4. Enhanced Co-Investment Rights

As private equity evolves as an asset class, investors are looking to maximize returns and diversify their portfolios with alternatives to the pooled vehicle investment model. As a result, many investors look to obtain co-investment rights alongside the fund investments in their portfolio. A co-investment right gives the investor the opportunity to make a direct investment on a no (or low) fee and carry basis. For their part, sponsors see the benefits in offering co-investment rights: they build stronger relationships with important investors, gain access to larger pools of capital and improve the chances of successful fundraising and investing.

In negotiating a co-investment, investors will consider, among other things, the structure of the co-investment and seek to ensure that the co-investment has no, or minimal fees and protects against affiliate transactions, that they are aligned with the sponsor with respect to liquidity events, and that any reporting issues have been addressed. Depending on the size of the co-investment, investors may demand additional rights such as board representation, observer rights and veto rights.

Sponsors generally structure co-investments on a deal-by-deal basis, with an investor's interest in co-investment opportunities recognized in the investor's side letter and leaving negotiation of the terms of any future co-investment for a later date. In some limited cases, a sponsor and investor may negotiate the percentage of a co-investment that will be offered and the details of a co-investment simultaneously with the investor's entry into the fund.

5. Amendments

A private fund's constitutional document (usually a limited partnership agreement) will generally be able to be amended unilaterally or with the consent of a set percentage-in-interest of the investors (typically ranging from a majority to 66 2/3%). The amendment provisions may also include a "negative consent" whereby an investor's consent to an amendment will be assumed if they have not responded to consent request within a stated number of days, allowing a sponsor to carry out necessary amendments if an investor fails to respond to a consent request. A compromise position for both sponsors and investors often involves sponsors committing to making at least two attempts to obtain consent (a common modification to this middle-ground agreement characterizes an investor's failure to respond to a request for consent as abstention rather than outright consent).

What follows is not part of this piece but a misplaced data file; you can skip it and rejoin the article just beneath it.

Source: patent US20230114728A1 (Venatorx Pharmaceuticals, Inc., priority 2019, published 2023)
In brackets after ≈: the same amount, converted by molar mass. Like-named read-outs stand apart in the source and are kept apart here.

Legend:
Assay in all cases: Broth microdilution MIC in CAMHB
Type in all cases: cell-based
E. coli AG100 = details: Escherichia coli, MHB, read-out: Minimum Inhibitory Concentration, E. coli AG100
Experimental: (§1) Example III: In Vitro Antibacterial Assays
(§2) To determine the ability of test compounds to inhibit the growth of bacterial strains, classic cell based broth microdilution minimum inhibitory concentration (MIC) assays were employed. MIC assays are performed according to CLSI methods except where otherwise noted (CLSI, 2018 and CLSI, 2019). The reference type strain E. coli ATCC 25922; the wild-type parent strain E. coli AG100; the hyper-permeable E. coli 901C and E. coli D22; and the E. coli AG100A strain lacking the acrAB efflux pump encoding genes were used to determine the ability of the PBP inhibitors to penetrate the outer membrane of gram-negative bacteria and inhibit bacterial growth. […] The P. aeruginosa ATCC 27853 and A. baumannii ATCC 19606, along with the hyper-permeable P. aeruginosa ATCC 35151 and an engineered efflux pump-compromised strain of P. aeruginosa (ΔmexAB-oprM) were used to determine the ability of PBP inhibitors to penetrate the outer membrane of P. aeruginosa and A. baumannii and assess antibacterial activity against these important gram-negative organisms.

Transparency is a hot-button issue for investors, and sponsors are taking note, enhancing many aspects of their disclosure to meet rising expectations in this area.

Investors are also setting their sights on sponsors' unilateral amendment rights, specifically the right of sponsors to amend the agreement to address changes to the tax treatment of a sponsor's carried interest payments by requiring that sponsors pay the related expenses. While investors generally understand a sponsor's need to amend the fund's constitutional agreement over the life of the fund, they want transparency and communication in the process, and want certainty that they will not have to shoulder expenses for amendments that do not benefit them.

Conclusion

Ultimately, careful planning and thoughtful communication are central to ensuring that negotiations meet the goals and expectations of both sponsors and investors. The private funds market is dynamic, with investment strategy and the investor-sponsor relationship changing in concert. We expect negotiations—including the considerations we've outlined here—to continue evolving in step with the broader private funds space in 2017.

The content of this article is intended to provide a general guide to the subject matter. Specialist advice should be sought about your specific circumstances.